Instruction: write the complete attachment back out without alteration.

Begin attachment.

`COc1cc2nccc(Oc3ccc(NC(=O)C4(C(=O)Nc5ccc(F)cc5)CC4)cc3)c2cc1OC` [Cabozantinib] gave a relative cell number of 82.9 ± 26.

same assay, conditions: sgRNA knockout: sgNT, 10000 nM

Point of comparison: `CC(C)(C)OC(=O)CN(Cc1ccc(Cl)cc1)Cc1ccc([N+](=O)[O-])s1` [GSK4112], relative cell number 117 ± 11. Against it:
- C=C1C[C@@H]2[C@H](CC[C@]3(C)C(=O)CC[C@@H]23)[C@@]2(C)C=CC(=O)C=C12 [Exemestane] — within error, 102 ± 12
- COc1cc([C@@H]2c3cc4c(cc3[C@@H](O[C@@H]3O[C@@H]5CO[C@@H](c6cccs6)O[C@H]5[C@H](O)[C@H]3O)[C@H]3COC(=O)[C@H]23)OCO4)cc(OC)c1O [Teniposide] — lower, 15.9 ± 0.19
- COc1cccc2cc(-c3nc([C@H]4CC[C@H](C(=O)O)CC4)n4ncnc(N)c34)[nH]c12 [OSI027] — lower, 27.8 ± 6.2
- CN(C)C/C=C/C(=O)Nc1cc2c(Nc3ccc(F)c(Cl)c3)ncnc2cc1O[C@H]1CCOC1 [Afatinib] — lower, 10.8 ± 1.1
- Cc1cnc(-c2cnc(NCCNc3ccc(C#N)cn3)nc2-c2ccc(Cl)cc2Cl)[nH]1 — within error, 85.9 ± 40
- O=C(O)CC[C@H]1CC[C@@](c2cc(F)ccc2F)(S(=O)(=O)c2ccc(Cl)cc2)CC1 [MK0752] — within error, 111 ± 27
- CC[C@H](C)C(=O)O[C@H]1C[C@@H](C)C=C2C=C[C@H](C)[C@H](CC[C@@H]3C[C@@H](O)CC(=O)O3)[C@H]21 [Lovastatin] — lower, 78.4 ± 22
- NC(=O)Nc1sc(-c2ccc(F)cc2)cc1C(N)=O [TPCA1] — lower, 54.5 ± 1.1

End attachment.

`COc1cc2nccc(Oc3ccc(NC(=O)C4(C(=O)Nc5ccc(F)cc5)CC4)cc3)c2cc1OC` [Cabozantinib] gave a relative cell number of 82.9 ± 26.

same assay, conditions: sgRNA knockout: sgNT, 10000 nM

Point of comparison: `CC(C)(C)OC(=O)CN(Cc1ccc(Cl)cc1)Cc1ccc([N+](=O)[O-])s1` [GSK4112], relative cell number 117 ± 11. Against it:
- C=C1C[C@@H]2[C@H](CC[C@]3(C)C(=O)CC[C@@H]23)[C@@]2(C)C=CC(=O)C=C12 [Exemestane] — within error, 102 ± 12
- COc1cc([C@@H]2c3cc4c(cc3[C@@H](O[C@@H]3O[C@@H]5CO[C@@H](c6cccs6)O[C@H]5[C@H](O)[C@H]3O)[C@H]3COC(=O)[C@H]23)OCO4)cc(OC)c1O [Teniposide] — lower, 15.9 ± 0.19
- COc1cccc2cc(-c3nc([C@H]4CC[C@H](C(=O)O)CC4)n4ncnc(N)c34)[nH]c12 [OSI027] — lower, 27.8 ± 6.2
- CN(C)C/C=C/C(=O)Nc1cc2c(Nc3ccc(F)c(Cl)c3)ncnc2cc1O[C@H]1CCOC1 [Afatinib] — lower, 10.8 ± 1.1
- Cc1cnc(-c2cnc(NCCNc3ccc(C#N)cn3)nc2-c2ccc(Cl)cc2Cl)[nH]1 — within error, 85.9 ± 40
- O=C(O)CC[C@H]1CC[C@@](c2cc(F)ccc2F)(S(=O)(=O)c2ccc(Cl)cc2)CC1 [MK0752] — within error, 111 ± 27
- CC[C@H](C)C(=O)O[C@H]1C[C@@H](C)C=C2C=C[C@H](C)[C@H](CC[C@@H]3C[C@@H](O)CC(=O)O3)[C@H]21 [Lovastatin] — lower, 78.4 ± 22
- NC(=O)Nc1sc(-c2ccc(F)cc2)cc1C(N)=O [TPCA1] — lower, 54.5 ± 1.1